If you're interested in doing the "cheater's route" by parking at the alternate car park, continue driving on the park road west past the Visitor Center. The road will eventually narrow into an almost single-lane road as it would climb steeply up switchbacks until reaching the small car park. However, on the way up, we were able to stop the car at one of the switchbacks where we were able to get a distant view of the rather obscure waterfall labeled Þjófafoss on my Garmin Iceland map (though I somehow bent that CD so I can't install it anymore without buying a new copy).

While visiting Svartifoss, we thought it was definitely worth checking out the glacier lagoon Jökulsárlón, which featured deep blue icebergs and glaciers. Actually, since we visited this area as part of the long drive from Egilsstaðir (which was 372km further to the east), Jökulsárlón was on the way.




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PHOTO JOURNAL
Svartifoss and the famed pronounced basalt columns
Magnúsarfoss (the second waterfall we saw on the hike) and its ravine
The first waterfall we saw on the Svartifoss hike was the impressive Hundafoss
Not much further to the east of Skaftafell National Park's turnoff to Svartifoss was the glacier lagoon Jökulsárlón, which was definitely a highlight of southeast Iceland
We could already see Skaftafellsjökull in the distance from near the Visitor CenterWe could already see Skaftafellsjökull in the distance from near the Visitor Center

Sign pointing the way to SvartifossSign pointing the way to the falls

Julie on the uphill climbJulie on the uphill climb

Made it to HundafossMade it to Hundafoss

We moved around to get this improved angle of HundafossWe moved around to get this improved angle of Hundafoss, which provided some welcome (albeit momentary) relief from the uphill section of the trail.

Looking back at the trail and the sandur below after continuing the hike past HundafossLooking back at the trail and the sandur below after continuing the hike past Hundafoss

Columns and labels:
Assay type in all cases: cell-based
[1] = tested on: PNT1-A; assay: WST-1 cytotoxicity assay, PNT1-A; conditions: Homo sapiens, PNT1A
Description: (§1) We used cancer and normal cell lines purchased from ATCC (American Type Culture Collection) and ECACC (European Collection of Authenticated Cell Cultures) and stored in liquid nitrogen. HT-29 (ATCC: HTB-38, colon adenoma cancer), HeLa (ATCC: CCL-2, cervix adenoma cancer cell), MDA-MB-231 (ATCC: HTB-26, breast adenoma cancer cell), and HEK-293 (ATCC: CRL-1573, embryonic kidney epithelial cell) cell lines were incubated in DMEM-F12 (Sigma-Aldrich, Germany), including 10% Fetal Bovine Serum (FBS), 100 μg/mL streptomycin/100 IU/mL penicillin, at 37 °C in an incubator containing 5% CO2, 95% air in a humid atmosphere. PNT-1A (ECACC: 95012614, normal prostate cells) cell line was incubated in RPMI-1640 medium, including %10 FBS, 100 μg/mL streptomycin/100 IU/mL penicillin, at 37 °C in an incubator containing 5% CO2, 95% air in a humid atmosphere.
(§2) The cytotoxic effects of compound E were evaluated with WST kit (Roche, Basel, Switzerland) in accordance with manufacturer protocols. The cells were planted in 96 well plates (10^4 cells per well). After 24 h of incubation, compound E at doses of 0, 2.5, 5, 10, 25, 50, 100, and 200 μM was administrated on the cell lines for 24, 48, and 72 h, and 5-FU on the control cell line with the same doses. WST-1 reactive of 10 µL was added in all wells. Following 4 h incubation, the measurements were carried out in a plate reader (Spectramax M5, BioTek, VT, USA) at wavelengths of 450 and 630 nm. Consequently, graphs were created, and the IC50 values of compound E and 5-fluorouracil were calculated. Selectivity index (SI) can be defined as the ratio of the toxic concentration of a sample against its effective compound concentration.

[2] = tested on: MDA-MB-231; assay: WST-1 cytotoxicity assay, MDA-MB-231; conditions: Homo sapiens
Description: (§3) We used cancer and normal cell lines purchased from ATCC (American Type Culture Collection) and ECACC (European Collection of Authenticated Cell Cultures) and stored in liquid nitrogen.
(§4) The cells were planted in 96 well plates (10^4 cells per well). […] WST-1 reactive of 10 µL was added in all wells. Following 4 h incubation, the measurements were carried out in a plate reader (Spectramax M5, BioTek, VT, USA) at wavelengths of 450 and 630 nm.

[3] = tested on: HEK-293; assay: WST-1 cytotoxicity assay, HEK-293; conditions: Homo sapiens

Not long after Hundafoss was MagnúsarfossNot long after Hundafoss was Magnúsarfoss

When we finally made the initial climb, the trail opened up and flattened outWhen we finally made the initial climb, the trail opened up and flattened out

Approaching SvartifossApproaching Svartifoss

When we first made it to Svartifoss, there were quite a few people hereWhen we first made it to the falls, there were quite a few people here

Paying closer attention to some of the chunked off basalt fragments that were getting sprayed by SvartifossPaying closer attention to some of the chunked off basalt fragments that were getting sprayed by the falls

Julie hiking ahead on the descent back down to the sandurJulie hiking ahead on the descent back down to the sandur. This was the benefit of the return hike as we were treated to these views.

Julie way out ahead of me on the return hike as I was busy admiring the sandurs and watercourses in the distanceJulie way out ahead of me on the return hike as I was busy admiring the sandurs and watercourses in the distance

I caught up to Julie at this point of the downhill hike back to the trailheadI caught up to Julie at this point of the downhill hike back to the trailhead

We decided to spend some time investigating the road to the cheater's trail, which yielded this view of the obscure ÞjófafossWe decided to spend some time investigating the road to the cheater's trail, which yielded this view of the obscure Þjófafoss

Contextual look at the elusive Þjófafoss, which we found while driving up towards the car park for the cheater's routeContextual look at the elusive Þjófafoss

In addition to Svartifoss, we did a brief side hike (probably 45 minutes round trip from the visitor center) to the terminus of the glacier SkaftafellsjökullIn addition to Svartifoss, we did a brief side hike (probably 45 minutes round trip from the visitor center) to the terminus of the glacier Skaftafellsjökull

A small tarn near the terminus of the glacier SkaftafellsjökullA small tarn near the terminus of the glacier Skaftafellsjökull

This was as close to Skaftafellsjökull as we got since we didn't want to unknowingly step onto black ice which looked very much like the dirt we were standing onThis was as close to Skaftafellsjökull as we got since we didn't want to unknowingly step onto black ice which looked very much like the dirt we were standing on

JokulsarlonJökulsárlón - the glacial lagoon. Don't miss it!

JokulsarlonIt's not often you can get this close to blue ice like this found at Jökulsárlón


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VIDEOS OF THE FALLS

Approaching the falls


Closeup look at the falls. Guess who that is in the foreground taking a photo of it?


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MAP OF THE FALLS

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TRIP REPORTS
For more information about our experiences with this waterfall, check out the following travel stories.




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TRIP PLANNING RESOURCES